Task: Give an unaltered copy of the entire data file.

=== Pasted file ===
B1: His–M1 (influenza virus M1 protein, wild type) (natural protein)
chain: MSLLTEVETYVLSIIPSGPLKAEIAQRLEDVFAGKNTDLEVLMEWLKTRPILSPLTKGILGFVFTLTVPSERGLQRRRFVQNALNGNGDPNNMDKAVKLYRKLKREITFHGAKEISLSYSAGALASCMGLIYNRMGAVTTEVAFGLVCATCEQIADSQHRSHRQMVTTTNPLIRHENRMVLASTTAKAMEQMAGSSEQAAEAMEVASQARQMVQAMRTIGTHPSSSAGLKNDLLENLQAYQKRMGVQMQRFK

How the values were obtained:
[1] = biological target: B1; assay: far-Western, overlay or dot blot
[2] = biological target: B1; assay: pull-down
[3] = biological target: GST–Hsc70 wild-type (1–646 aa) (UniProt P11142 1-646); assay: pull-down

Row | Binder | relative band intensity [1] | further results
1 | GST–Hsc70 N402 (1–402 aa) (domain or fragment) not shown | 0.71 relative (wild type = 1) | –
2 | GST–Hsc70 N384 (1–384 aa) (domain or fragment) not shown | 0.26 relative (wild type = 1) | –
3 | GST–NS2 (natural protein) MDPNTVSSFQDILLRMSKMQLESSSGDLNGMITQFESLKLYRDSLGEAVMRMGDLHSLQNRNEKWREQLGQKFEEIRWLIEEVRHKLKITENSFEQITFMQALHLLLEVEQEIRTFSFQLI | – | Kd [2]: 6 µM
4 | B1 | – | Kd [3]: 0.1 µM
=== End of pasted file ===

B1: His–M1 (influenza virus M1 protein, wild type) (natural protein)
chain: MSLLTEVETYVLSIIPSGPLKAEIAQRLEDVFAGKNTDLEVLMEWLKTRPILSPLTKGILGFVFTLTVPSERGLQRRRFVQNALNGNGDPNNMDKAVKLYRKLKREITFHGAKEISLSYSAGALASCMGLIYNRMGAVTTEVAFGLVCATCEQIADSQHRSHRQMVTTTNPLIRHENRMVLASTTAKAMEQMAGSSEQAAEAMEVASQARQMVQAMRTIGTHPSSSAGLKNDLLENLQAYQKRMGVQMQRFK

How the values were obtained:
[1] = biological target: B1; assay: far-Western, overlay or dot blot
[2] = biological target: B1; assay: pull-down
[3] = biological target: GST–Hsc70 wild-type (1–646 aa) (UniProt P11142 1-646); assay: pull-down

Row | Binder | relative band intensity [1] | further results
1 | GST–Hsc70 N402 (1–402 aa) (domain or fragment) not shown | 0.71 relative (wild type = 1) | –
2 | GST–Hsc70 N384 (1–384 aa) (domain or fragment) not shown | 0.26 relative (wild type = 1) | –
3 | GST–NS2 (natural protein) MDPNTVSSFQDILLRMSKMQLESSSGDLNGMITQFESLKLYRDSLGEAVMRMGDLHSLQNRNEKWREQLGQKFEEIRWLIEEVRHKLKITENSFEQITFMQALHLLLEVEQEIRTFSFQLI | – | Kd [2]: 6 µM
4 | B1 | – | Kd [3]: 0.1 µM